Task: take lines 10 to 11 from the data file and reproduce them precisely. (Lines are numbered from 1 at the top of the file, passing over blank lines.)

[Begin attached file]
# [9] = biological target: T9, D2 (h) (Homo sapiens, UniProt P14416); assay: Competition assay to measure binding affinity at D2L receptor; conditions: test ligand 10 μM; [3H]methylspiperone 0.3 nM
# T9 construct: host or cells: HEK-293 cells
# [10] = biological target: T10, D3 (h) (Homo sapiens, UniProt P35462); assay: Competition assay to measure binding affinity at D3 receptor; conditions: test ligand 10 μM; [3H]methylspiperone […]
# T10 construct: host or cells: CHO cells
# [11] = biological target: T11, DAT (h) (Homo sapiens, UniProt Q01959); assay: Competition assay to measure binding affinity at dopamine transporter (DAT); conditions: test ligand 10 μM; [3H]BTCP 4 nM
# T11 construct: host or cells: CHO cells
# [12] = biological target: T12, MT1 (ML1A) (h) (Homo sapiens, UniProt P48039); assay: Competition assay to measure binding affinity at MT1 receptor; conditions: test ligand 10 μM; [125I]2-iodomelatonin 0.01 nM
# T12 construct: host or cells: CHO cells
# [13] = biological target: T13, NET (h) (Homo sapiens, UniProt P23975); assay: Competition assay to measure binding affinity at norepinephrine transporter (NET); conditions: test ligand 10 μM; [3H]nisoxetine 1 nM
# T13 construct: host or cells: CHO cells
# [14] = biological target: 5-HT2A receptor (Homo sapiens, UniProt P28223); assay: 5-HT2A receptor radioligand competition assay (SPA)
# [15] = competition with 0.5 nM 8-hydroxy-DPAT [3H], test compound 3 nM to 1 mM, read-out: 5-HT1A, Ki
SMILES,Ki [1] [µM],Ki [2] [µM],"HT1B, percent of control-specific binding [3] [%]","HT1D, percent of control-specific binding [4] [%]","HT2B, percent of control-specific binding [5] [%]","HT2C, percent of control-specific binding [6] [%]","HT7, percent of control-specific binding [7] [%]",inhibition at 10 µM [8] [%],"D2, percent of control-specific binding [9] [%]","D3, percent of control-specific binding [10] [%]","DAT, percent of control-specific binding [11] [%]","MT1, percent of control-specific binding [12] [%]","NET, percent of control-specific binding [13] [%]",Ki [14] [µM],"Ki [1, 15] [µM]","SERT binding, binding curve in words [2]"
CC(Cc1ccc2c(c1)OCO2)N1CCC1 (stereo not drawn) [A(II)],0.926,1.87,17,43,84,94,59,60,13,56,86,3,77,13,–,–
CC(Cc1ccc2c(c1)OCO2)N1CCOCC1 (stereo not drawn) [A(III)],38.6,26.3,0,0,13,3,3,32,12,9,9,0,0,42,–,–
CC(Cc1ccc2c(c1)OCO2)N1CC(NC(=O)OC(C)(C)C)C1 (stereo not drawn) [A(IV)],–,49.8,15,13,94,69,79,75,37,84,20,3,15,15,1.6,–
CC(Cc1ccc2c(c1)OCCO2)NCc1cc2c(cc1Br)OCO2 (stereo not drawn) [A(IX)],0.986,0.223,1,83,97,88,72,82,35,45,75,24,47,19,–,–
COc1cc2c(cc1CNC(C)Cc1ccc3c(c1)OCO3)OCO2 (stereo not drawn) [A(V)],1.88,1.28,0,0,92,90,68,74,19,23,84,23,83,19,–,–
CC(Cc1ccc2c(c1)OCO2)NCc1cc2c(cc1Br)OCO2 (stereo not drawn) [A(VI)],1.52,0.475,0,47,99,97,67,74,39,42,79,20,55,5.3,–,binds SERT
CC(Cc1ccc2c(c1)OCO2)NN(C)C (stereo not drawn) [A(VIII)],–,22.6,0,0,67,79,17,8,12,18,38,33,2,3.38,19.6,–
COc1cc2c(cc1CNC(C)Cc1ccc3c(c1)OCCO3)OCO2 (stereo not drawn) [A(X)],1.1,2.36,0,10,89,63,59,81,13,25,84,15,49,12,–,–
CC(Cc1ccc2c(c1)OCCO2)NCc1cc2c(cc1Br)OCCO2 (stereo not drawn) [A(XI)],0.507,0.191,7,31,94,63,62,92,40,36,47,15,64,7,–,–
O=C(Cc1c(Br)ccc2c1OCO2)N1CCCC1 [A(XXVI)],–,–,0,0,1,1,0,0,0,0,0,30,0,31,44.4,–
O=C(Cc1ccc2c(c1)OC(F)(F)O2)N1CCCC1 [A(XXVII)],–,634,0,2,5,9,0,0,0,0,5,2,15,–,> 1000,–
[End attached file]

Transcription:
# T13 construct: host or cells: CHO cells
# [14] = biological target: 5-HT2A receptor (Homo sapiens, UniProt P28223); assay: 5-HT2A receptor radioligand competition assay (SPA)